New VW XL1 car, and a look inside Google [x]

Two interesting pieces today.

First is a report on the Volkswagen XL1 the car that gets 100km per litre, or 260mg.

As you read the description, you would be likely to ask, who would buy a car like this, which takes so long to get to highway speed and skimps on anything that would add weight?

The answer of course is that only a small minority are willing to buy lightweight, super-efficient cars with poor acceleration because they save a bunch of fuel. The average American car owner spends less than $2,000 a year on fuel, and while dropping it to $200 would be very nice, it’s not something people are ready to compromise a ton of other important car features for when they buy a car. It’s even harder to justify it to go from $800/year in a Prius to $200 in an ultralight, especially if the car costs more because of it.

This is the fact about robocars which changes the game. Mobility on demand from self-delivering robocars rewrites all the economics of cars because it changes the question from “What car should I buy?” to “What car do I want to ride in for this trip?”

If you buy such a car, you know you will do almost all your car travel in it. You are saying to yourself, I will never go driving for fun. I will never go on a trip in the mountains. I’ll never put 4 friends in my car. Never, or almost never. People don’t want to say that to themselves.

All that goes away when asking the question about what to ride in for an upcoming trip. If you’re going to be taxied across town, never even taking the wheel, you don’t care that the car can’t accelerate. In fact, you would prefer a gentle trip with smooth accelerations. You don’t care if the car can climb a mountain, or drive in snow, or even go on the highway if this trip doesn’t involve a highway.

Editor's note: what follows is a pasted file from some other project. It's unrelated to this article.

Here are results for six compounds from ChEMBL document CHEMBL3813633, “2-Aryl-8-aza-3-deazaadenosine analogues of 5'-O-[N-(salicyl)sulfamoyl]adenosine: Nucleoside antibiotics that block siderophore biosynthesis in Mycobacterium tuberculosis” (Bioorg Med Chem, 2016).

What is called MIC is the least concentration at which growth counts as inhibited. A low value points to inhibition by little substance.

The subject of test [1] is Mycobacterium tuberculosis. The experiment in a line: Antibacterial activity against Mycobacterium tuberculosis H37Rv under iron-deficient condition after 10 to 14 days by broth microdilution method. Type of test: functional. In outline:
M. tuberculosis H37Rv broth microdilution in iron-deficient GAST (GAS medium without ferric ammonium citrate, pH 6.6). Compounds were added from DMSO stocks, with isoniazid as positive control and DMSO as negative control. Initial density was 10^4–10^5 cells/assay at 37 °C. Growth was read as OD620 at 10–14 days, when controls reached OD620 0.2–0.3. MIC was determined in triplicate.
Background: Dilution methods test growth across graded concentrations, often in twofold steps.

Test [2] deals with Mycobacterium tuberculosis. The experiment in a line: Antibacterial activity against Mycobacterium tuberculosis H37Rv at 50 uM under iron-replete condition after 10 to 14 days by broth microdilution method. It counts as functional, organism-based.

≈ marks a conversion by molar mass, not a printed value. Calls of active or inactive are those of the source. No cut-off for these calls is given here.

Because you don’t care about those things, you will bump the priority of other things — is it comfortable? Does it come quickly? Is the price low? The latter question will make you prefer the efficient car.

Some questions will remain the same. You’ll always want safety. But so many of the other factors change so much that all the economics of cars get rewritten. So expect to see more cars like this, or the Very Light Car or the half-width vehicles I have written about.

Google [x]

You might like to read this story today that looks inside Google[x] the lab which is making Googl’es robocar and where I have been a consultant. That lab rarely lets the press in. You may not learn a lot about the Google car project from it, but you will learn about the thinking there.

Love it Brad, loving the

Love it Brad, loving the news you're sharing.

Even without electric cars, the efficiency to be achieved with robotic cars is nothing to sneeze at. Self driving cars will have such a decisive effect when it comes to climate change. Hope!

New priorities

I fully agree Brad.
All our priorities will change if we compare our needs when buying a car to our needs when needing a self driving taxi. I think my priorities with a taxi would be: is it available on very short notice? will it arrive on time? will it be a comfortable and safe trip? is it cheap?, does the vehicle look reasonably respectable?.
I don't care much on the brand, color, engine power, acceleration, fuel efficiency, roominess, or its status symbol value.

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